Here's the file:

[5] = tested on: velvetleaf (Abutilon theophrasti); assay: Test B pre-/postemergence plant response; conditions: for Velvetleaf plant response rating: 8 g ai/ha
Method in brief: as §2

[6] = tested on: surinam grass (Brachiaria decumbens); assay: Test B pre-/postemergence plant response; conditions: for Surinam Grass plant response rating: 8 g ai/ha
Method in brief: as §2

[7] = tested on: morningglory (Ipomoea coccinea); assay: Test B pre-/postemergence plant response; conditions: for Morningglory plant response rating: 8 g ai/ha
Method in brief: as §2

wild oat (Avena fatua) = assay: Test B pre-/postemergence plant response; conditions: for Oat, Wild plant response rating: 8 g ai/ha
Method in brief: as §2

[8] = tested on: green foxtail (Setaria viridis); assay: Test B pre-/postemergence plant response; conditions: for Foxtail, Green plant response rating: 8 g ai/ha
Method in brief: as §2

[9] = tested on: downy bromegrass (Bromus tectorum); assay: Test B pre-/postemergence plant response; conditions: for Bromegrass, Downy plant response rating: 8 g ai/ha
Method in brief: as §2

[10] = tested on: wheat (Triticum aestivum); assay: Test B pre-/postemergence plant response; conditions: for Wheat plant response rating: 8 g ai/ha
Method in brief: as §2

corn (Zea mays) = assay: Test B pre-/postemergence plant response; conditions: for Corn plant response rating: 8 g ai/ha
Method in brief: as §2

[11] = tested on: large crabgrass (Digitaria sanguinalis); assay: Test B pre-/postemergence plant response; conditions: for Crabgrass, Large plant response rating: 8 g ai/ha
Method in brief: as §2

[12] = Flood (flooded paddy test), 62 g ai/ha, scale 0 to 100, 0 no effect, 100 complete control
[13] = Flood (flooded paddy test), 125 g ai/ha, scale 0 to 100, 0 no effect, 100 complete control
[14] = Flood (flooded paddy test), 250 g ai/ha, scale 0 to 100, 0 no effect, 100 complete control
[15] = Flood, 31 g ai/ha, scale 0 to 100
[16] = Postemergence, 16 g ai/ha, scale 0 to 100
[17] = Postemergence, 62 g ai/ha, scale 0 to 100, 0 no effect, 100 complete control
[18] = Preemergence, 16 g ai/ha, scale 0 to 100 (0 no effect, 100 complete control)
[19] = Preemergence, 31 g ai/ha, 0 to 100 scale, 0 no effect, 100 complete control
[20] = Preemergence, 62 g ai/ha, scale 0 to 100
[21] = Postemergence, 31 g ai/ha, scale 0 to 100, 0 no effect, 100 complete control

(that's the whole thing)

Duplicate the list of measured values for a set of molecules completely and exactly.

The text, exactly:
[5] = tested on: velvetleaf (Abutilon theophrasti); assay: Test B pre-/postemergence plant response; conditions: for Velvetleaf plant response rating: 8 g ai/ha
Method in brief: as §2

[6] = tested on: surinam grass (Brachiaria decumbens); assay: Test B pre-/postemergence plant response; conditions: for Surinam Grass plant response rating: 8 g ai/ha
Method in brief: as §2

[7] = tested on: morningglory (Ipomoea coccinea); assay: Test B pre-/postemergence plant response; conditions: for Morningglory plant response rating: 8 g ai/ha
Method in brief: as §2

wild oat (Avena fatua) = assay: Test B pre-/postemergence plant response; conditions: for Oat, Wild plant response rating: 8 g ai/ha
Method in brief: as §2

[8] = tested on: green foxtail (Setaria viridis); assay: Test B pre-/postemergence plant response; conditions: for Foxtail, Green plant response rating: 8 g ai/ha
Method in brief: as §2

[9] = tested on: downy bromegrass (Bromus tectorum); assay: Test B pre-/postemergence plant response; conditions: for Bromegrass, Downy plant response rating: 8 g ai/ha
Method in brief: as §2

[10] = tested on: wheat (Triticum aestivum); assay: Test B pre-/postemergence plant response; conditions: for Wheat plant response rating: 8 g ai/ha
Method in brief: as §2

corn (Zea mays) = assay: Test B pre-/postemergence plant response; conditions: for Corn plant response rating: 8 g ai/ha
Method in brief: as §2

[11] = tested on: large crabgrass (Digitaria sanguinalis); assay: Test B pre-/postemergence plant response; conditions: for Crabgrass, Large plant response rating: 8 g ai/ha
Method in brief: as §2

[12] = Flood (flooded paddy test), 62 g ai/ha, scale 0 to 100, 0 no effect, 100 complete control
[13] = Flood (flooded paddy test), 125 g ai/ha, scale 0 to 100, 0 no effect, 100 complete control
[14] = Flood (flooded paddy test), 250 g ai/ha, scale 0 to 100, 0 no effect, 100 complete control
[15] = Flood, 31 g ai/ha, scale 0 to 100
[16] = Postemergence, 16 g ai/ha, scale 0 to 100
[17] = Postemergence, 62 g ai/ha, scale 0 to 100, 0 no effect, 100 complete control
[18] = Preemergence, 16 g ai/ha, scale 0 to 100 (0 no effect, 100 complete control)
[19] = Preemergence, 31 g ai/ha, 0 to 100 scale, 0 no effect, 100 complete control
[20] = Preemergence, 62 g ai/ha, scale 0 to 100
[21] = Postemergence, 31 g ai/ha, scale 0 to 100, 0 no effect, 100 complete control